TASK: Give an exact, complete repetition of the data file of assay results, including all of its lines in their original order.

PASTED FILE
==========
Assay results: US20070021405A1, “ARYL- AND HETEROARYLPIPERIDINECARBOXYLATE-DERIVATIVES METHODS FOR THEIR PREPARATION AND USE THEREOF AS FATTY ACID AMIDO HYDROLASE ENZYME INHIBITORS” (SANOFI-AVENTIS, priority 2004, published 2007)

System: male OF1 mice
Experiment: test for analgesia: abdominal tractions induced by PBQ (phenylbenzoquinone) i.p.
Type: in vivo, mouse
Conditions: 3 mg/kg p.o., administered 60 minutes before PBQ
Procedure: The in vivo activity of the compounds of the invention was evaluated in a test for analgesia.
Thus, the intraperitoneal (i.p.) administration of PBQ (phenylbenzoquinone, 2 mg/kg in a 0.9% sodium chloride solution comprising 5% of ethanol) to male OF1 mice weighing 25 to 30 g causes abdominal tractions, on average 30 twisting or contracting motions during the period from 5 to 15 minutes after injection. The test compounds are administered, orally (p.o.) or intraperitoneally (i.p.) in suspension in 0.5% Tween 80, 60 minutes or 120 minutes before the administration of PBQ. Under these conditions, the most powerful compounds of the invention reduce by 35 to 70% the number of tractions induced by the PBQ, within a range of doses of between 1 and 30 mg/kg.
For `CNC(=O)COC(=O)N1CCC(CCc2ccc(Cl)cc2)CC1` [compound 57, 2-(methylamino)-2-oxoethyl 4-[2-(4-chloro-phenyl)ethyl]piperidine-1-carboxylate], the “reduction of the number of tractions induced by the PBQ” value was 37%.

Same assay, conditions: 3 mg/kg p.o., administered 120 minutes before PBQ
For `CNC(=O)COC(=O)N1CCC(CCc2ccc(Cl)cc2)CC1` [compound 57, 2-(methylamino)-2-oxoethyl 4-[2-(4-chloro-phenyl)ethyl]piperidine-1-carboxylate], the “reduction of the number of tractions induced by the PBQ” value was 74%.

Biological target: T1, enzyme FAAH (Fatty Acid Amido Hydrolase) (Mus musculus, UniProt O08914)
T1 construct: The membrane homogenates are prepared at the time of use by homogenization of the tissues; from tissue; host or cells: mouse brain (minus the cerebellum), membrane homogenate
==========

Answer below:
Assay results: US20070021405A1, “ARYL- AND HETEROARYLPIPERIDINECARBOXYLATE-DERIVATIVES METHODS FOR THEIR PREPARATION AND USE THEREOF AS FATTY ACID AMIDO HYDROLASE ENZYME INHIBITORS” (SANOFI-AVENTIS, priority 2004, published 2007)

System: male OF1 mice
Experiment: test for analgesia: abdominal tractions induced by PBQ (phenylbenzoquinone) i.p.
Type: in vivo, mouse
Conditions: 3 mg/kg p.o., administered 60 minutes before PBQ
Procedure: The in vivo activity of the compounds of the invention was evaluated in a test for analgesia.
Thus, the intraperitoneal (i.p.) administration of PBQ (phenylbenzoquinone, 2 mg/kg in a 0.9% sodium chloride solution comprising 5% of ethanol) to male OF1 mice weighing 25 to 30 g causes abdominal tractions, on average 30 twisting or contracting motions during the period from 5 to 15 minutes after injection. The test compounds are administered, orally (p.o.) or intraperitoneally (i.p.) in suspension in 0.5% Tween 80, 60 minutes or 120 minutes before the administration of PBQ. Under these conditions, the most powerful compounds of the invention reduce by 35 to 70% the number of tractions induced by the PBQ, within a range of doses of between 1 and 30 mg/kg.
For `CNC(=O)COC(=O)N1CCC(CCc2ccc(Cl)cc2)CC1` [compound 57, 2-(methylamino)-2-oxoethyl 4-[2-(4-chloro-phenyl)ethyl]piperidine-1-carboxylate], the “reduction of the number of tractions induced by the PBQ” value was 37%.

Same assay, conditions: 3 mg/kg p.o., administered 120 minutes before PBQ
For `CNC(=O)COC(=O)N1CCC(CCc2ccc(Cl)cc2)CC1` [compound 57, 2-(methylamino)-2-oxoethyl 4-[2-(4-chloro-phenyl)ethyl]piperidine-1-carboxylate], the “reduction of the number of tractions induced by the PBQ” value was 74%.

Biological target: T1, enzyme FAAH (Fatty Acid Amido Hydrolase) (Mus musculus, UniProt O08914)
T1 construct: The membrane homogenates are prepared at the time of use by homogenization of the tissues; from tissue; host or cells: mouse brain (minus the cerebellum), membrane homogenate